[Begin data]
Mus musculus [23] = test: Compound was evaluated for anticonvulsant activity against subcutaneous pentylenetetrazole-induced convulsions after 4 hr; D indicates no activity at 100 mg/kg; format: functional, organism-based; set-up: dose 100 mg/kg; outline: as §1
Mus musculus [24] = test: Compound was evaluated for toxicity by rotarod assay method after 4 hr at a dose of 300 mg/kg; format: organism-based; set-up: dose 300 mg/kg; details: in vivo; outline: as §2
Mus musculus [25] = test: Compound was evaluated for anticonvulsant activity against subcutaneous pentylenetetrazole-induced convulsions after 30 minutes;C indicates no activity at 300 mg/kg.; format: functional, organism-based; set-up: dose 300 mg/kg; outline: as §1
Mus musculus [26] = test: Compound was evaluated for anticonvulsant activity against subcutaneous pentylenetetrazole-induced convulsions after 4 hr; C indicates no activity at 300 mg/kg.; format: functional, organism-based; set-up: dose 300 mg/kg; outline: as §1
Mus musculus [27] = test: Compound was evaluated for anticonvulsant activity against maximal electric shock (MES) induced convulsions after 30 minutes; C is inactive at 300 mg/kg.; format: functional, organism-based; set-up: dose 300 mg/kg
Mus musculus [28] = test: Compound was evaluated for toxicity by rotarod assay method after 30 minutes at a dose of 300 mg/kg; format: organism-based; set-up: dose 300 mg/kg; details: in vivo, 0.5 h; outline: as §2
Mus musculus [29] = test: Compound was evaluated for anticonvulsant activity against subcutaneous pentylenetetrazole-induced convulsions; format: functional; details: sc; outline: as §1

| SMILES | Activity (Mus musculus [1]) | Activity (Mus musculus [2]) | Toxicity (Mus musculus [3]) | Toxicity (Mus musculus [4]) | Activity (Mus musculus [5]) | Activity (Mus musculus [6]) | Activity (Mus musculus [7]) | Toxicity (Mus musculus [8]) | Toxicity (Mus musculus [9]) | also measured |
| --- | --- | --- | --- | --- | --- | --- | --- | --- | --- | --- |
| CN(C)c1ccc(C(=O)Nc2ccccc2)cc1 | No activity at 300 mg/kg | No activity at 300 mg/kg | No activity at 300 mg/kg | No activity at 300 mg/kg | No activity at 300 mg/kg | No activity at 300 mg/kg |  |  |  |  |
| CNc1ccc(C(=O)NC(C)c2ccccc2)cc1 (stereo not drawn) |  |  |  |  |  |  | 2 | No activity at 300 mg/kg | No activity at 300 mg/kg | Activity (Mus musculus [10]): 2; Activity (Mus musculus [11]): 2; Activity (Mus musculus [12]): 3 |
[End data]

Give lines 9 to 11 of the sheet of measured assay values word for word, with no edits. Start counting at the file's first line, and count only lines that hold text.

| --- | --- | --- | --- | --- | --- | --- | --- | --- | --- | --- |
| CN(C)c1ccc(C(=O)Nc2ccccc2)cc1 | No activity at 300 mg/kg | No activity at 300 mg/kg | No activity at 300 mg/kg | No activity at 300 mg/kg | No activity at 300 mg/kg | No activity at 300 mg/kg |  |  |  |  |
| CNc1ccc(C(=O)NC(C)c2ccccc2)cc1 (stereo not drawn) |  |  |  |  |  |  | 2 | No activity at 300 mg/kg | No activity at 300 mg/kg | Activity (Mus musculus [10]): 2; Activity (Mus musculus [11]): 2; Activity (Mus musculus [12]): 3 |